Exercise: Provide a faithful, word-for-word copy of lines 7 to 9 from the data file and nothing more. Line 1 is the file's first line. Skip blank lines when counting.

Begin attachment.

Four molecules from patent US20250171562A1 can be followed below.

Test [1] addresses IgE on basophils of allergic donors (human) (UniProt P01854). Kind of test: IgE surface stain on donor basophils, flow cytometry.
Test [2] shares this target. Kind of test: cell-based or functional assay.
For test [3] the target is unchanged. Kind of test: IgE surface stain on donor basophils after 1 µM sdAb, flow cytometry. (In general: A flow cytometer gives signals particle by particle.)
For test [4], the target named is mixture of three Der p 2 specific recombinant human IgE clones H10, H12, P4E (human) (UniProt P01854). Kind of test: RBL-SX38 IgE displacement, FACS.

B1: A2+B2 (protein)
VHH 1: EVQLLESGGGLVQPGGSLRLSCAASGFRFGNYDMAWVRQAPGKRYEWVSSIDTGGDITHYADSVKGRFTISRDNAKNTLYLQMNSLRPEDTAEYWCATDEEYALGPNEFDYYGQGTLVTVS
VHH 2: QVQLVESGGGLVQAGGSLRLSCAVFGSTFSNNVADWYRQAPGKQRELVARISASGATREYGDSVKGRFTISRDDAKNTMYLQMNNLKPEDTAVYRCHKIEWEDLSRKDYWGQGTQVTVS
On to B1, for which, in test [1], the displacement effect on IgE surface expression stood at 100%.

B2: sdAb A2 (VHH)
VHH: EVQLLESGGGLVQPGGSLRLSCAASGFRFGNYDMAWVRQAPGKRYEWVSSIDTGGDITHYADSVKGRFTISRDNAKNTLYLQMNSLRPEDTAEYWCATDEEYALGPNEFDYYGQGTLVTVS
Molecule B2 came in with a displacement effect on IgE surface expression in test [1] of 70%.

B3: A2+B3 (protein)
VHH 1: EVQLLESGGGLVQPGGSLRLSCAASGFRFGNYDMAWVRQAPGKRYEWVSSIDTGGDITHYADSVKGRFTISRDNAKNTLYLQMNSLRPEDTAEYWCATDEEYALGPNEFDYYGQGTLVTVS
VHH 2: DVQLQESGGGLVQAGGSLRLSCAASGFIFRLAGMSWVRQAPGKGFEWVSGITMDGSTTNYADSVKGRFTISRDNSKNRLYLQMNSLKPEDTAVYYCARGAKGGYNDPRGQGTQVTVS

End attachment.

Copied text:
VHH 1: EVQLLESGGGLVQPGGSLRLSCAASGFRFGNYDMAWVRQAPGKRYEWVSSIDTGGDITHYADSVKGRFTISRDNAKNTLYLQMNSLRPEDTAEYWCATDEEYALGPNEFDYYGQGTLVTVS
VHH 2: QVQLVESGGGLVQAGGSLRLSCAVFGSTFSNNVADWYRQAPGKQRELVARISASGATREYGDSVKGRFTISRDDAKNTMYLQMNNLKPEDTAVYRCHKIEWEDLSRKDYWGQGTQVTVS
On to B1, for which, in test [1], the displacement effect on IgE surface expression stood at 100%.